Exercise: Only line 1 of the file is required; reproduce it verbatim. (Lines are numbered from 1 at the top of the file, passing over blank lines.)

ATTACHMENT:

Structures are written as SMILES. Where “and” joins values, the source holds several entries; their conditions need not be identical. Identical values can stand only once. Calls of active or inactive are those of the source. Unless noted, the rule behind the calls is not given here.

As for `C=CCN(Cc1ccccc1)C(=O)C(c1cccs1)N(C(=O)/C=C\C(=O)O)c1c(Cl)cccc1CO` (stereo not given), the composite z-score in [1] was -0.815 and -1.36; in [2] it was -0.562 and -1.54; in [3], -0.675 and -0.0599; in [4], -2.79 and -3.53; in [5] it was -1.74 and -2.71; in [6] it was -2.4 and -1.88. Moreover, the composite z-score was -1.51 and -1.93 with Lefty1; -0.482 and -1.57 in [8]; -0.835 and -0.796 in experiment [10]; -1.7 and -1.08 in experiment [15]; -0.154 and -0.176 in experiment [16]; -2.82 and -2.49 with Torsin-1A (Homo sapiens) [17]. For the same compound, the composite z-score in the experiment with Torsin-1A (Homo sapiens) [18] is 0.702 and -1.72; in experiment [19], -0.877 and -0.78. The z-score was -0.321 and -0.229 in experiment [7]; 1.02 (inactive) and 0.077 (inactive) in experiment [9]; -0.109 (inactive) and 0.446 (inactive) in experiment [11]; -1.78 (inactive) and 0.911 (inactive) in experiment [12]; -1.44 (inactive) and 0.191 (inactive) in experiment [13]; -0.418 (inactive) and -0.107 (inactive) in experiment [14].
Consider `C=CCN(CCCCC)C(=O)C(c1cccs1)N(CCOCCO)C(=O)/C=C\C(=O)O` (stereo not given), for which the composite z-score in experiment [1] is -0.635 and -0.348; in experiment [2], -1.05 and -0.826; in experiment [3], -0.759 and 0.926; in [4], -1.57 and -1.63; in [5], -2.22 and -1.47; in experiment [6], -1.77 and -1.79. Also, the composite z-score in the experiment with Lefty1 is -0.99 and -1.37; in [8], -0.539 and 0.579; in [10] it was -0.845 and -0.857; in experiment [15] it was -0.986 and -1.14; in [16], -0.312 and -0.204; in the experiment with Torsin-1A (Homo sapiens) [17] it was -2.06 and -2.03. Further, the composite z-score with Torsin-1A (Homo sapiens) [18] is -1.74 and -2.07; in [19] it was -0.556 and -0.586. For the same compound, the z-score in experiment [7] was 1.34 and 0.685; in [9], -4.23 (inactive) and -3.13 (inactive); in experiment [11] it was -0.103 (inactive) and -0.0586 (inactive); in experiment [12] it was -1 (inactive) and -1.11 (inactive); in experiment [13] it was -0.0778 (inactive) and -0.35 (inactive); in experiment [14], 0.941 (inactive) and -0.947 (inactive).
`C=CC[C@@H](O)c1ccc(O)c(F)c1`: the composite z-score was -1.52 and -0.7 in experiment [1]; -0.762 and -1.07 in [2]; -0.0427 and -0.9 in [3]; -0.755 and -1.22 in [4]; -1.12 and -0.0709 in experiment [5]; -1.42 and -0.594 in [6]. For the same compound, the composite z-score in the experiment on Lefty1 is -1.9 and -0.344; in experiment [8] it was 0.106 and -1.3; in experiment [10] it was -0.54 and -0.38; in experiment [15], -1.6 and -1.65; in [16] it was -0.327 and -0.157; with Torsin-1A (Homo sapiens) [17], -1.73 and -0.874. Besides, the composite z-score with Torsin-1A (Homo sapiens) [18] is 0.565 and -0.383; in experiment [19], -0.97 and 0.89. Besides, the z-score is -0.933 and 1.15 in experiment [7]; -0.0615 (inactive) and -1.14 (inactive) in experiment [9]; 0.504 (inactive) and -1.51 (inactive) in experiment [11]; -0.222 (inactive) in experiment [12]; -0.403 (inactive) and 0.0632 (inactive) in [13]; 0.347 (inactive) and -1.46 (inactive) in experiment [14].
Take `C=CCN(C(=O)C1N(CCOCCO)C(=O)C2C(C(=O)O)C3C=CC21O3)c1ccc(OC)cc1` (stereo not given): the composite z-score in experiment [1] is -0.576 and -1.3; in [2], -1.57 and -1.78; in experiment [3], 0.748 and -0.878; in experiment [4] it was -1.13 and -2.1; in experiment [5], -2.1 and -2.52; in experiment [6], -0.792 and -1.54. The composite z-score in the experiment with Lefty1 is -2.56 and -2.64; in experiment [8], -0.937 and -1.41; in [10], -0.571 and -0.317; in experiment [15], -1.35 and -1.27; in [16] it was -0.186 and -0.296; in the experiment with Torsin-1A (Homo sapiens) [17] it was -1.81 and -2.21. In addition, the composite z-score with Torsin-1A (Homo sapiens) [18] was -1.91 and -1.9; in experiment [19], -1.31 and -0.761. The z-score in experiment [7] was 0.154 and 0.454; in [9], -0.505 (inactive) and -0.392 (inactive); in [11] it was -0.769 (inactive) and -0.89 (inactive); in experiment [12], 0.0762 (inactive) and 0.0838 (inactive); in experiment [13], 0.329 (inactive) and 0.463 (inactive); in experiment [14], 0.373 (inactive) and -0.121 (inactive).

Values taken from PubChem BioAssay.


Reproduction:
Structures are written as SMILES. Where “and” joins values, the source holds several entries; their conditions need not be identical. Identical values can stand only once. Calls of active or inactive are those of the source. Unless noted, the rule behind the calls is not given here.